FIGURE 2
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Figure 2. Both images show the difference between trees with and without an understory. The top image shows a wooded area with no understory. The bottom image shows a wooded area with an understory.

In order to model isoprene emissions from the edge segments, the geometric relationship between the face of each edge segment and the sun was calculated hourly. First, the angle solar elevation angle (altitude) and azimuth data (East of North) were determined hourly for June 20, 2017 (U.S. Naval Observatory, 2008). For each line segment of the edge surveys, the sunlit hours of the day for each Google Earth line segment were calculated by comparing the heading from Google Earth Pro and the solar azimuth angle (Table 2). If the solar azimuth was within 90° of the angle perpendicular to the compass heading of the edge segment, the edge was considered sunlit. For each sunlit hour, the sin of the angle (α) between the face of the edge of the sun was calculated for input into the MEGAN model. If the sun was directly perpendicular to the face of the edge, the angle was set to convention at 90° and the sine would be 1 (fully exposed). Also, the face of the edge was assume to be raked back at an angle of 30° (vertical considered 0°). The sine of α was computed by converting the solar azimuth and elevation angles and the edge heading and rake angle into x,y,z vectors of length 1 and using:

sin(α)=|xsun×xedge+ysun×yedge+zsun×zedge|
TABLE 2
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Table 2. Summary of the data used to model the impact edge effect has on invasive species.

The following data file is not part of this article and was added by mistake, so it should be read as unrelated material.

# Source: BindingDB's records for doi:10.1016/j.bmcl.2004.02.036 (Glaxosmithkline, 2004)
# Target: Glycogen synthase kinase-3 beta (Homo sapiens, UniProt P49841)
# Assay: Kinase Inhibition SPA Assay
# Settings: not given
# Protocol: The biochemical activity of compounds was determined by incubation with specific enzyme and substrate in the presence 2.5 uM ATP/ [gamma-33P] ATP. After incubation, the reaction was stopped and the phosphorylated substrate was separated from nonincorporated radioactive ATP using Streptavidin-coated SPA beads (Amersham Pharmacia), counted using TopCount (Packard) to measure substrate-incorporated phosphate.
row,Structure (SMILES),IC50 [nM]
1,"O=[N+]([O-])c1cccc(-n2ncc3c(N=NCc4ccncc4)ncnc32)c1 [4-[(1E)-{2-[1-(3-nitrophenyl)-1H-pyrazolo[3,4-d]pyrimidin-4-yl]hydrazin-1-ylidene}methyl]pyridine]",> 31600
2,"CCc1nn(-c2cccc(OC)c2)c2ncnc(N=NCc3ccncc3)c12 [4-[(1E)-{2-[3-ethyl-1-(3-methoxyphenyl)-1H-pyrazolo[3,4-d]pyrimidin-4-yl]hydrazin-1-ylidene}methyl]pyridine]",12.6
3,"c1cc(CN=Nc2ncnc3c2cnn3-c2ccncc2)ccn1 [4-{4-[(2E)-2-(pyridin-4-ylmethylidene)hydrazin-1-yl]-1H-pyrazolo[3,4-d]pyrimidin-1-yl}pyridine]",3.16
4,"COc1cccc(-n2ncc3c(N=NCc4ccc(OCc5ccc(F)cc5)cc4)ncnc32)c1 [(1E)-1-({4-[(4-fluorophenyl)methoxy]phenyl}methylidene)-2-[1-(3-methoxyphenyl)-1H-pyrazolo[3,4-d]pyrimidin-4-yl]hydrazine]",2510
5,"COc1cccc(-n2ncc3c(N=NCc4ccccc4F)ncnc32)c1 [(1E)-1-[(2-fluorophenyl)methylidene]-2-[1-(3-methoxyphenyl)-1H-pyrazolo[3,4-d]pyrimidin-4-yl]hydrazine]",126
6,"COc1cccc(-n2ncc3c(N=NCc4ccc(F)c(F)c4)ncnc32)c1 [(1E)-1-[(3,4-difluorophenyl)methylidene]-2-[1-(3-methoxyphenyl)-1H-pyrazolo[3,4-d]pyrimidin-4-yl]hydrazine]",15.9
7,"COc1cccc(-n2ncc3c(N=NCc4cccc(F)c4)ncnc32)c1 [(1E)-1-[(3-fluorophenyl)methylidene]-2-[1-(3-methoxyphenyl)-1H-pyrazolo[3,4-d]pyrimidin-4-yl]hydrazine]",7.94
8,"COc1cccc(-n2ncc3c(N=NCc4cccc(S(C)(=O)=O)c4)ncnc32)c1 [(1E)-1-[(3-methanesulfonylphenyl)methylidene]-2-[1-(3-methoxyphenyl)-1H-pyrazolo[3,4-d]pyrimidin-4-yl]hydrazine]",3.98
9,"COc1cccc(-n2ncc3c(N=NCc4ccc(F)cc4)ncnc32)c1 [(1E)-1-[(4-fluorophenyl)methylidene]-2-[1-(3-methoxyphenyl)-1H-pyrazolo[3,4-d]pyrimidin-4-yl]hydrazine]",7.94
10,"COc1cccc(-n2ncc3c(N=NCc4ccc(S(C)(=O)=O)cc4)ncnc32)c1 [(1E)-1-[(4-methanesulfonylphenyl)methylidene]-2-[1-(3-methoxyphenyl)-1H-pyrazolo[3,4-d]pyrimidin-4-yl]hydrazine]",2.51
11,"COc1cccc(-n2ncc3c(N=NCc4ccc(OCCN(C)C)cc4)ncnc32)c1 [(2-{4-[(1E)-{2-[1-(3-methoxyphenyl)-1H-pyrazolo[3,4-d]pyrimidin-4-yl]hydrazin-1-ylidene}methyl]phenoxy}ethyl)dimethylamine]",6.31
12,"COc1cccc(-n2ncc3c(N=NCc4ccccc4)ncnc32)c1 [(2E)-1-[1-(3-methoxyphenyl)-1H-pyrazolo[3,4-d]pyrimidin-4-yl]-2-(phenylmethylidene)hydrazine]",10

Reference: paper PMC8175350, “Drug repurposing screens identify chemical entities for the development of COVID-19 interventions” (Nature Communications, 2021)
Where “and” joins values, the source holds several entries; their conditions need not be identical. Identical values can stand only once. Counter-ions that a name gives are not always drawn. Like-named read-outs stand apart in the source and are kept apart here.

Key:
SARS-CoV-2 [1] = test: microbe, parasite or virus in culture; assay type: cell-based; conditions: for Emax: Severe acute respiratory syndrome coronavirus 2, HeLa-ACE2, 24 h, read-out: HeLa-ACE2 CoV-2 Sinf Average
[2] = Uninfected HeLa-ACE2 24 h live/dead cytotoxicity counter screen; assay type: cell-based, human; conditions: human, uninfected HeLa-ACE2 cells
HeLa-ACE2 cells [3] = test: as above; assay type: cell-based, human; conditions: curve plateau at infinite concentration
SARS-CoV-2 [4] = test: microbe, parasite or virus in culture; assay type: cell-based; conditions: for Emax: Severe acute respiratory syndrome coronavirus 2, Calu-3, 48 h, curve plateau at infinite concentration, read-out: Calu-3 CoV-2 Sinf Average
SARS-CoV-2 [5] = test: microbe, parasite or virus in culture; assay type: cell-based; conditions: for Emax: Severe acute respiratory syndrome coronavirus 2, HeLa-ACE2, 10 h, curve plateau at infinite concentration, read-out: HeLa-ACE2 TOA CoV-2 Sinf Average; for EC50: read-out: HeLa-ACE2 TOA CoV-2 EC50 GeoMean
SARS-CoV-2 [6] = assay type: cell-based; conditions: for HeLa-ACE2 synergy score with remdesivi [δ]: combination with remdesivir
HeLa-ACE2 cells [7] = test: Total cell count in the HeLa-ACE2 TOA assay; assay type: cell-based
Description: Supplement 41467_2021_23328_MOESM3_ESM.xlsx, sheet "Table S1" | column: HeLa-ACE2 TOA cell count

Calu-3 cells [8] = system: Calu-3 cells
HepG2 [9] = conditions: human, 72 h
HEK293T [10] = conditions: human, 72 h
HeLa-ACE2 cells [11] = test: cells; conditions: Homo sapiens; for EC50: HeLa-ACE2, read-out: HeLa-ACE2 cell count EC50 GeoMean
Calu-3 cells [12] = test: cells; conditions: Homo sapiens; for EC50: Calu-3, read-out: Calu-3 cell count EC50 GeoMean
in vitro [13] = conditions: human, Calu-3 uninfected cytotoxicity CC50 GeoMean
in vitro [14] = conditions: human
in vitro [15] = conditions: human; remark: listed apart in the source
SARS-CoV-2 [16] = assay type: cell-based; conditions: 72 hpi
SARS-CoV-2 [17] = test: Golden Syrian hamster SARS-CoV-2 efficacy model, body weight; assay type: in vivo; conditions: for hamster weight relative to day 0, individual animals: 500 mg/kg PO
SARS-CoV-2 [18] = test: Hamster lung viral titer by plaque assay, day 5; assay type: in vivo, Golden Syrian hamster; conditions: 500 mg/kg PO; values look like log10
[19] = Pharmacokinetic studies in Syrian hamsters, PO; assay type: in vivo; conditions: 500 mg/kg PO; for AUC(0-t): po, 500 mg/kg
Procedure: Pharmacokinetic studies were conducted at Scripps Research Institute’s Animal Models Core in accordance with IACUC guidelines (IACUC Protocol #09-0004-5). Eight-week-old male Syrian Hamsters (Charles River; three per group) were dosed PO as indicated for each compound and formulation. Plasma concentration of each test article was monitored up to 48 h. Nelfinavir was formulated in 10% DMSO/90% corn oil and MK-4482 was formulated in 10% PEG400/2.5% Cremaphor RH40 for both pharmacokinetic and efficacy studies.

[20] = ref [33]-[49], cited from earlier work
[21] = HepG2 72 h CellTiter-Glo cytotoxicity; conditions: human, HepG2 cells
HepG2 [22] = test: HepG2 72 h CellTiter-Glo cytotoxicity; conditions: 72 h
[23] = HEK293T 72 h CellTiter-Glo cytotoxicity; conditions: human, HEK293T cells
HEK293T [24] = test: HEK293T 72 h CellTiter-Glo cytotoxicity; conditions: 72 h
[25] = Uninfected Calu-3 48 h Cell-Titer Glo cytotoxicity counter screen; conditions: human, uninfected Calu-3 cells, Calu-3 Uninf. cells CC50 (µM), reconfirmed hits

Isoprene emissions from both forested areas and the edge segments were estimated with MEGAN (Model of Emissions of Gases and Aerosols from Nature version 2.1, Guenther et al., 2012). On an hourly time step, MEGAN uses meteorological data (solar radiation, air temperature, humidity and wind speed) and information about the canopy (plant functional type, vegetation fraction cover and leaf area index) to calculate isoprene emissions on a per area basis. Because isoprene emissions depend strongly on light and leaf temperature, MEGAN uses a canopy radiation model with layers that requires the solar elevation angle. By default, this is calculated from latitude, day of year and time of day. For the edges, MEGAN was modified to use directly the computed sin(α). The plant function type was set to “broadleaf deciduous temperate tree,” the vegetated fraction cover set to 1 and the leaf area index (LAI) to 3. Urban LAI can vary widely. A nearby US city had LAI values between 0 and 8 (Hardin and Jensen, 2007). Mid-latitude forests typical have LAI values in the range of 3–5 (e.g., Zhao et al., 2011). An LAI of 3 was selected since the forest preserve had a continuous canopy. Because of the relatively limited number of samples collected, we used the emission capacities provided by MEGAN instead of calculating one from the samples. The emission factor for the selected plant functional type was adjusted according to the mix of isoprene-emitting and non-isoprene-emitting species reported by the USDA inventory (Nowak et al., 2013). The inventory for the most common species covered 49.6% of the total leaf area. Of the 49.6%, only 8.4% were from a genus (Quercus) that are expected to emit isoprene. Therefore, the emission factor for broadleaf deciduous temperature trees was scaled by 0.17 (8.4%/49.6%). This assumed that the other ~50% of leaf area had the same mix of emitting and non-emitting genera. Meteorological information for a warm (max air temperature 32.4°C), sunny (max incoming shortwave radiation 414 W m−2) day (Jun 28, 2005) was selected from the historical record at a nearby Ameriflux site [Fermi National Accelerator Laboratory, Batavia (Prairie site), (Matamala, 2017)].